Friday, Jan. 18

A master of provocative European cinema, Jean-Luc Godard, doyen of the French New Wave, has a new feature, The Image Book, coming to town later this month. In preparation for its arrival, the American Cinematheque is rolling out the proverbial red carpet with a mini-retrospective showcasing the intellectually insatiable director-critic's remarkable 60-year career. Friday night's double feature consists of Contempt, Godard's gloriously bitter satire of marriage and moviemaking, and Le petit soldat, his somber second feature, denouncing torture during the Algerian war. Aero Theatre, 1328 Montana Ave., Santa Monica; Fri., Jan. 18, 7:30 p.m.; $12. (323) 466-3456,

Saturday, Jan. 19

The American Cinematheque's second evening of a weekend salute to Jean-Luc Godard begins with Alphaville, a brilliantly inventive sci-fi noir hybrid that transforms modern-day (1965) Paris into a futuristic technocracy without altering it significantly. Raoul Coutard's black-and-white photography transforms the commonplace into the mysterious through a dense network of shadows and inky pools of light. Made in U.S.A. is a brightly colored pop fantasia that frequently abandons its threadbare narrative to comment on 1960s social mores, looking forward to the more aggressively stylized political essay-films that would dominate the latter half of Godard's career. Aero Theatre, 1328 Montana Ave., Santa Monica; Sat., Jan. 19, 7:30 p.m.; $12. (323) 466-3456,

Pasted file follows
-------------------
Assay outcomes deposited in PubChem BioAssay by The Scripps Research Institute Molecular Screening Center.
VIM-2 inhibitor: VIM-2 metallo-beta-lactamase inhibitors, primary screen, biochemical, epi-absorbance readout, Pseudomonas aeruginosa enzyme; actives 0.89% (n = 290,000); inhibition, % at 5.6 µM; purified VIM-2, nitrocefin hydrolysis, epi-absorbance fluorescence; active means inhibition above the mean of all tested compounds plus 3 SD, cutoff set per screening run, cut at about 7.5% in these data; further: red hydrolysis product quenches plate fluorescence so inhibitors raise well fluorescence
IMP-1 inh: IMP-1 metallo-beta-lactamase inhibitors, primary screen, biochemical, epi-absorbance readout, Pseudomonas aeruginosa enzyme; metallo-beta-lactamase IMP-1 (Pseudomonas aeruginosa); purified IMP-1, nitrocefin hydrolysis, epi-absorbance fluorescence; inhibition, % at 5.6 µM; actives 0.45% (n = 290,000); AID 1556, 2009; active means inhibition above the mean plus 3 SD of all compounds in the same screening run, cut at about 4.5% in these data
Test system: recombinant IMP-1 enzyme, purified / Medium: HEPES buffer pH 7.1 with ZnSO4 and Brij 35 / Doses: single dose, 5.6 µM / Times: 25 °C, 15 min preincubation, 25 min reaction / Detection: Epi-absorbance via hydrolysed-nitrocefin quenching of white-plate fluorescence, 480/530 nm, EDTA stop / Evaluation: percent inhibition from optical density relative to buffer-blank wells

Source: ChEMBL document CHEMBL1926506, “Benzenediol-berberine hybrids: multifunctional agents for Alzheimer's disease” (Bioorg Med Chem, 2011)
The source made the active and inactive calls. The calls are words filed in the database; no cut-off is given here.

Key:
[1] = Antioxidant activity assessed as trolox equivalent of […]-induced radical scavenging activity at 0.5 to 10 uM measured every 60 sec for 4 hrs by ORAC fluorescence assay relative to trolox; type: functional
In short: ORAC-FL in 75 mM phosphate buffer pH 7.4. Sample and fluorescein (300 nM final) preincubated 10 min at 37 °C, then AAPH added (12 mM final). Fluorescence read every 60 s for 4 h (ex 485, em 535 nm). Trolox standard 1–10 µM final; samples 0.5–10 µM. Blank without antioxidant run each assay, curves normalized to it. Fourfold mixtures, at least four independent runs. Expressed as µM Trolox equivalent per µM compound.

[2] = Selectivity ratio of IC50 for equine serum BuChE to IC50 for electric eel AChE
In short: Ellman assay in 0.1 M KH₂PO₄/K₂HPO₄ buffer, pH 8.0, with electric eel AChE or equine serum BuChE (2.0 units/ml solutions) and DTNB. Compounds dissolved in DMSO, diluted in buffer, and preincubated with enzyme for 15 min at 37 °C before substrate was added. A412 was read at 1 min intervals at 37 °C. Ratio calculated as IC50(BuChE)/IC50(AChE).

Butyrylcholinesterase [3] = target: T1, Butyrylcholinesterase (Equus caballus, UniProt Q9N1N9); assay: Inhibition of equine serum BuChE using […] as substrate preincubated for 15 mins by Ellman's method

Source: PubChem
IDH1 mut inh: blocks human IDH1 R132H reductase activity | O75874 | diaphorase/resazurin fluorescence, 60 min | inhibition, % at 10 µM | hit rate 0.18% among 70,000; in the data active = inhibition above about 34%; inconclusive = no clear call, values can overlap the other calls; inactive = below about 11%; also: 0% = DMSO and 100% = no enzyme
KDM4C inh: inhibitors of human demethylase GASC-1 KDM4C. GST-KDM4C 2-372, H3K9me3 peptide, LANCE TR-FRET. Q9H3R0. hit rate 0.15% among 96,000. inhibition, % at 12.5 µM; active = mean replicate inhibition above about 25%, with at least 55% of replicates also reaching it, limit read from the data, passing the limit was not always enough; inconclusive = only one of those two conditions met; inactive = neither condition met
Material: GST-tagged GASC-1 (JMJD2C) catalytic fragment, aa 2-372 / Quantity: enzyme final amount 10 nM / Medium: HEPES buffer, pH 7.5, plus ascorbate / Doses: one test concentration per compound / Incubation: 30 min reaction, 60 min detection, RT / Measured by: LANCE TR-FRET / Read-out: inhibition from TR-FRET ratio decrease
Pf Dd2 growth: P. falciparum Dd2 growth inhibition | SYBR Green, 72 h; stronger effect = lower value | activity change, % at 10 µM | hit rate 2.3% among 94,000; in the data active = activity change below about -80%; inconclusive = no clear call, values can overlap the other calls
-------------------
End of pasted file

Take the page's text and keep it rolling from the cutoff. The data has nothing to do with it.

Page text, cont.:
Sunday, Jan. 20

The third night of the Cinematheque's Jean-Luc Godard festival offers the director's rarely screened One Plus One. Better known under the title Sympathy for the Devil, this discursive documentary on The Rolling Stones was tampered with, much to Godard's consternation, even provoking him to fisticuffs with producer Iain Quarrier when the doc premiered at the National Film Theatre in London. The recent 4K restoration funded by ABKCO Films allows us to see it the way Godard originally intended. Aero Theatre, 1328 Montana Ave., Santa Monica; Sat., Jan. 20, 7:30 p.m.; $12. (323) 466-3456,

Advertising disclosure: We may receive compensation for some of the links in our stories. Thank you for supporting LA Weekly and our advertisers.